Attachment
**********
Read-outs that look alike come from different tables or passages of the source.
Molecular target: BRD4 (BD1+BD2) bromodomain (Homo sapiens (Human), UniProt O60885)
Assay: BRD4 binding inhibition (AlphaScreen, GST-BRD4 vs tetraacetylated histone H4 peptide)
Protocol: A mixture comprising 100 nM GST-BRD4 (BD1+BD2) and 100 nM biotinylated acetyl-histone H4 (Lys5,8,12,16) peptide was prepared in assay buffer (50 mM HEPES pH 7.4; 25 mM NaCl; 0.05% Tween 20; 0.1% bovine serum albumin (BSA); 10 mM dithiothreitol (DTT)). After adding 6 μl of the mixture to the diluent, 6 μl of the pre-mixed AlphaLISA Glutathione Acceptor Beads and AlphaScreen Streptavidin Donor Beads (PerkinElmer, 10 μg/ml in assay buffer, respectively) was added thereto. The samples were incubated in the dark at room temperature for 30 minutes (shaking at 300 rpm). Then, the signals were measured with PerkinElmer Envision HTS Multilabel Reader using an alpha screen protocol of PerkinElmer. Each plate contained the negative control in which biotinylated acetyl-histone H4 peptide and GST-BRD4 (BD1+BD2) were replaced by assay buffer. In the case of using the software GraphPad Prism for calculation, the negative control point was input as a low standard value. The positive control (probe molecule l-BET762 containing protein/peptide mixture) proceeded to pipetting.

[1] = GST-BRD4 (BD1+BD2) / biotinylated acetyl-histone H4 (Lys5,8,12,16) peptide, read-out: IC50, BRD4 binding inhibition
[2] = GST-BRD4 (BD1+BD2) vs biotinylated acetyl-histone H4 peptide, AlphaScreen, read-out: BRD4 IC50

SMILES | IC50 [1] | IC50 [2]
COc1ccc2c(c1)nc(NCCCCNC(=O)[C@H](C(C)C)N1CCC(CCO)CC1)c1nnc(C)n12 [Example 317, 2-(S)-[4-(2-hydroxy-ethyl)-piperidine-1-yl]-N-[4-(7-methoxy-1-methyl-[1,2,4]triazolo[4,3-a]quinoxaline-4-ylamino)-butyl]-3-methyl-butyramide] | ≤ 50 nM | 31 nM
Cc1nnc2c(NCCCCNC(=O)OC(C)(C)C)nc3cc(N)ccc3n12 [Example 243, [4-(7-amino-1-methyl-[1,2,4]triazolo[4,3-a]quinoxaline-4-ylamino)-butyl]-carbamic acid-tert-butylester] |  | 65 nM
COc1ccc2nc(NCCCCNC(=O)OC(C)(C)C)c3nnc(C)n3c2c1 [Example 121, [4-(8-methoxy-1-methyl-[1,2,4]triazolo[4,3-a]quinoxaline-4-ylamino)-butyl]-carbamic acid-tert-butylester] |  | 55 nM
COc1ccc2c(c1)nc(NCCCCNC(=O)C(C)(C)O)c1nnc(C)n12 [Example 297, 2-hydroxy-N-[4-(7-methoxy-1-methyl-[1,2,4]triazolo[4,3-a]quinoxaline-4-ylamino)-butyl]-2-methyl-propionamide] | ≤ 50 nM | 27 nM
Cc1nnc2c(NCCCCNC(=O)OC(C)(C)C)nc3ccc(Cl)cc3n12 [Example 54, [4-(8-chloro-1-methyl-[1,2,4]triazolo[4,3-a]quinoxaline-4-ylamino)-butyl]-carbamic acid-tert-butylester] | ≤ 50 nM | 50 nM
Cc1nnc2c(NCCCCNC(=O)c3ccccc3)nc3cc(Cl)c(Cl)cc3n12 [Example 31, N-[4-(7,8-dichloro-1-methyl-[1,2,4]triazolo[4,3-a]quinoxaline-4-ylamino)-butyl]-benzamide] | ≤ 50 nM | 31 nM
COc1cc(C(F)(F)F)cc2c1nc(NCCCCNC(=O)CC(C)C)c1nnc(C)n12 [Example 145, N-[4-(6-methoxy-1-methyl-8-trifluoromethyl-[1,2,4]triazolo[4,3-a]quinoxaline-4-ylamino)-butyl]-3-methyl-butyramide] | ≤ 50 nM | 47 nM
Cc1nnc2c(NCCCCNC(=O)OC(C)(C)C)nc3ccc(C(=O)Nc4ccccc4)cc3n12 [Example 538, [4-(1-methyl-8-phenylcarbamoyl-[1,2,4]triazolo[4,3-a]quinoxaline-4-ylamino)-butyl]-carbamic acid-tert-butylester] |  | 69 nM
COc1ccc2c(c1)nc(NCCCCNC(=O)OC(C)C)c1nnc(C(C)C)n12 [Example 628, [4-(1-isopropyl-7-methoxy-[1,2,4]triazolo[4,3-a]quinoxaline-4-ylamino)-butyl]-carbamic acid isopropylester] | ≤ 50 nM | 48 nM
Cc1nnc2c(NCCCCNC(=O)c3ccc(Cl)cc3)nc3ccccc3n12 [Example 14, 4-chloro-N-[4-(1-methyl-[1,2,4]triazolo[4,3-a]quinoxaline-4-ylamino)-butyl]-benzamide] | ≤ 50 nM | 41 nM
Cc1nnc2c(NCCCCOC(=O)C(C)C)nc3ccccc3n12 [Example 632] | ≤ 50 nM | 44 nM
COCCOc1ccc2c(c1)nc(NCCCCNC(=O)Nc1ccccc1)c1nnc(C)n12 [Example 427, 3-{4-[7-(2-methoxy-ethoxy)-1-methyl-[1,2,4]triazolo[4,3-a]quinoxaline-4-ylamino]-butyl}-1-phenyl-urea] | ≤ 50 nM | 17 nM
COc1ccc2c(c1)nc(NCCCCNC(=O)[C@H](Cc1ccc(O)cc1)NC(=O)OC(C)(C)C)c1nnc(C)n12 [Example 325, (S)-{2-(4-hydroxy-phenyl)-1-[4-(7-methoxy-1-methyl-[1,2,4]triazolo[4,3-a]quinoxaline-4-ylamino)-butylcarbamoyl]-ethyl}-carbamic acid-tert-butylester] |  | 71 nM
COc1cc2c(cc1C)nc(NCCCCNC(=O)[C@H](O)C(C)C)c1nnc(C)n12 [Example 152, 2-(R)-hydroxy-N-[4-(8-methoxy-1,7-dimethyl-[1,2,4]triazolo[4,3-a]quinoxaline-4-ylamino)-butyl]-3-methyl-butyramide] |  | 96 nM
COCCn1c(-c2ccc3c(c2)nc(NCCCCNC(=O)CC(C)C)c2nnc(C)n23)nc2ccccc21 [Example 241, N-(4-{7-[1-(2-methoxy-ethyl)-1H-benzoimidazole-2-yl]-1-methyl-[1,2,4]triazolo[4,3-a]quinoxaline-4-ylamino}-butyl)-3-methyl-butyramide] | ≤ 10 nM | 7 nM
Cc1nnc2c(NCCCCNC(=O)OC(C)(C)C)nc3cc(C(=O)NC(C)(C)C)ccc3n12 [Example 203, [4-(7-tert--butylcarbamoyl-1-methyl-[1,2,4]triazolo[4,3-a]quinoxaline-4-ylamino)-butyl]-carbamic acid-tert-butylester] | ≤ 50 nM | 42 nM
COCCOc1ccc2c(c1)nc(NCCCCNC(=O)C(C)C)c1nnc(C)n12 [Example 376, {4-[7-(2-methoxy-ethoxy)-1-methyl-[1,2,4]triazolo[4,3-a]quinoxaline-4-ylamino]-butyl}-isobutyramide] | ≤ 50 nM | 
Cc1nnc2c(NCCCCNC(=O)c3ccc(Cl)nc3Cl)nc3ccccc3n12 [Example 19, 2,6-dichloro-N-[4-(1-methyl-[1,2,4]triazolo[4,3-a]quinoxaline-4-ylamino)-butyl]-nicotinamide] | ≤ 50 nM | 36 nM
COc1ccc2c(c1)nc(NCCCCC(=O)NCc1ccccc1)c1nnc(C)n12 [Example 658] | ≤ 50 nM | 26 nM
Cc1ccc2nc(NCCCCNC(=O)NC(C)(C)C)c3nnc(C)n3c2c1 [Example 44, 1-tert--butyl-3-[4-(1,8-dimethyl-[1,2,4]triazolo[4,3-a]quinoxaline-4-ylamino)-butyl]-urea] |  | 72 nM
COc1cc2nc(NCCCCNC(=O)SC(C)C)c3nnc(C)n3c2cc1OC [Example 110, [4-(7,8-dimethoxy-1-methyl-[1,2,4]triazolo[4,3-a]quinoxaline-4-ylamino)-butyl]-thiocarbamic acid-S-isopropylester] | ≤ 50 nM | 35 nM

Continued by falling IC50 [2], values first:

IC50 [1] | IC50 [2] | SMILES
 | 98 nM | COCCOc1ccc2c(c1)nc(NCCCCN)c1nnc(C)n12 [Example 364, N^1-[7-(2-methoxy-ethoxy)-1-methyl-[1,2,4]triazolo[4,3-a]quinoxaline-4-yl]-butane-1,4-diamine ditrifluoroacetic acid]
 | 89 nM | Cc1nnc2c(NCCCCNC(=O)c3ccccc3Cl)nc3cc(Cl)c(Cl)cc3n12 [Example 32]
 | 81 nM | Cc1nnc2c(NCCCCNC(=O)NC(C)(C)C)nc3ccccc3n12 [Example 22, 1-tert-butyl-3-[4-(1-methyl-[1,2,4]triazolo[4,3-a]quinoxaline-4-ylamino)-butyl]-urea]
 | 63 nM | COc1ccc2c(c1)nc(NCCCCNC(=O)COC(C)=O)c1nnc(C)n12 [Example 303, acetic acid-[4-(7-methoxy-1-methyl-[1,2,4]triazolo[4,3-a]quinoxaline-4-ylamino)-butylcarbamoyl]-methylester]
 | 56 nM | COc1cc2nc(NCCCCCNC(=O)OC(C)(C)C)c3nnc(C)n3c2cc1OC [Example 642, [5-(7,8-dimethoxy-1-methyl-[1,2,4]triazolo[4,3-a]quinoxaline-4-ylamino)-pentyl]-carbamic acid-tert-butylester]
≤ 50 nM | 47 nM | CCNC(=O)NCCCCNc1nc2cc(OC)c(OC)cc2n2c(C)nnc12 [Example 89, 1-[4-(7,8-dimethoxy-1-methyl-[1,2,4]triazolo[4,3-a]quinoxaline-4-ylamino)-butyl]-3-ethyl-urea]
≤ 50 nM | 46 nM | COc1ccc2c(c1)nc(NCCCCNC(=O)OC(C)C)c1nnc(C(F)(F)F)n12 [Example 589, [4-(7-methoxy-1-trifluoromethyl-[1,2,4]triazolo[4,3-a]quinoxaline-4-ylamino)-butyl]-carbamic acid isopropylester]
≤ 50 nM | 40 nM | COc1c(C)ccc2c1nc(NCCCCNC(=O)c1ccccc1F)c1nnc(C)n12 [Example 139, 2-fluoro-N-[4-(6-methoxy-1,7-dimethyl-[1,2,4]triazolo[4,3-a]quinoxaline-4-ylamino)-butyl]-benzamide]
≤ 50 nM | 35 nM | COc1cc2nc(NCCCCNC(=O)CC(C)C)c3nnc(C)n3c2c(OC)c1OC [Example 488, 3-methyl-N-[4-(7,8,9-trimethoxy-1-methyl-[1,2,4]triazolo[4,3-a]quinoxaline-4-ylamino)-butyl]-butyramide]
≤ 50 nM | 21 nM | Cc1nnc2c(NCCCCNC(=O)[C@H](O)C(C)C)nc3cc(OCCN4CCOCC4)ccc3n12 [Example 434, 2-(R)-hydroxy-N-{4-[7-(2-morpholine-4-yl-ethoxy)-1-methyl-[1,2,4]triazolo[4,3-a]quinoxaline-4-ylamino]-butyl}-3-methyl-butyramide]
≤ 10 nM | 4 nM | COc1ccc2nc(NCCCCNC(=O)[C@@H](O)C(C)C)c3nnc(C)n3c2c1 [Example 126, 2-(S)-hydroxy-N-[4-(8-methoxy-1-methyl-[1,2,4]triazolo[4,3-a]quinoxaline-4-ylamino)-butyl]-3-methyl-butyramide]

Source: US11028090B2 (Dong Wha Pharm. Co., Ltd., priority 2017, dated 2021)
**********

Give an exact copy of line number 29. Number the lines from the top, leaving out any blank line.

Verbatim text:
Continued by falling IC50 [2], values first: